Editor’s Page

Editor’s Page

Look left today and you will see intellectual crisis. Look first at the mainstream. Social democrats led governments across Europe in recent years. Their talk of a “third way” often displaced social imagination. They rushed to be the “center” instead of trying to pull the center to the left. Now they are losing power or are in electoral jeopardy across the continent.

The French Socialist Party seemed to be a partial exception. It made a credible effort to balance socialist concerns with market exigencies: it enacted a thirty-five-hour work week, extended health insurance to poorer citizens, reduced unemployment by nine hundred thousand. But it could not link these measures to a larger vision. Lionel Jospin failed to mobilize political support through social legislation and even fled the word “socialist” at election time.

Some “radicals” have a canned explanation of what’s wrong: nobody is “radical enough.” What does this mean? Siphoning off votes, Nader-like, so that governments are delivered into conservative hands? Trotskyists and Jean-Pierre Chevènement’s faction did this in France, and “Refoundation Communists” did the same in Italy. They are part of a left-that-never-learns. If the social democratic left is in deep crisis, and if the growth of right-wing populism in Europe is cause for considerable concern, it doesn’t follow that the left-that-never-learns offers an alternative. It follows only that extremes burgeon when democratic debate about social justice dissolves into a mythical “middle,” and when an “end” is proclaimed to “ideology” and “history.”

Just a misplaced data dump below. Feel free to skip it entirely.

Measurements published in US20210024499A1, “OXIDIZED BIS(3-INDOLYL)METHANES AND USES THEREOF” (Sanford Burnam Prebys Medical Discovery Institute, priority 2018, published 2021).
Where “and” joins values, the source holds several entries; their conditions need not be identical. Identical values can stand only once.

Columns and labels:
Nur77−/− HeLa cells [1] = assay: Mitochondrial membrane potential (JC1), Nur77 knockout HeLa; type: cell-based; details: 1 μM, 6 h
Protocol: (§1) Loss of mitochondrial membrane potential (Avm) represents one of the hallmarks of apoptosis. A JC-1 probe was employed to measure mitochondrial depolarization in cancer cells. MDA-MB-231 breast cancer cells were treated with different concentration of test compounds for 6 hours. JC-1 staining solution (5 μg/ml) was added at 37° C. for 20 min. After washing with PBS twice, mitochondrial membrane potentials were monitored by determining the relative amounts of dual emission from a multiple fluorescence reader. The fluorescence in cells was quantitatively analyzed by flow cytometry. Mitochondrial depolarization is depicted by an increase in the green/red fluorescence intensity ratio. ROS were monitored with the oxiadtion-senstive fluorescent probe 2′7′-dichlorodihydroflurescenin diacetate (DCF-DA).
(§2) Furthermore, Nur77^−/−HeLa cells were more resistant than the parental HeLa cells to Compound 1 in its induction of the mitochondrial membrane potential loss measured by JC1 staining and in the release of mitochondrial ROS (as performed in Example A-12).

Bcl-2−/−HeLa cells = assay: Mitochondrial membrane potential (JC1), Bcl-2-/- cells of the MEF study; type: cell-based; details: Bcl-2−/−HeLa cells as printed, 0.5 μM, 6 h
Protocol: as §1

What of movements critical of neoliberal globalization? They have provoked vital arguments about really-existing capitalism and its impact on the world’s poor. But there are some worrisome developments. During the early years of the cold war, peace movements surfaced that somehow always “understood” Moscow but viewed all anti-Stalinists, even on the left, as “McCarthyist.” Discussion of serious matters such as nuclear proliferation was effectively hijacked. A similar danger arises today if a 1960s-style third worldism (a legacy of the left-that-never-learns) hijacks the agenda of critics of neoliberalism. Indictment of global economic inequality is in danger of being conflated with intellectually corrupt efforts to “understand” Osama bin Laden and to turn Yasir Arafat into Nelson Mandela.

Dissent has tried since September 11 to sharpen debate within the left. We continue and broaden the effort in this issue. Jeffrey W. Rubin’s article on the evolution of the Latin American left, Jeffrey C. Isaac’s reconsideration of the cultural cold war, and my own essay raise some troubling matters for the left. None of them addresses the events of September 11 directly, but they...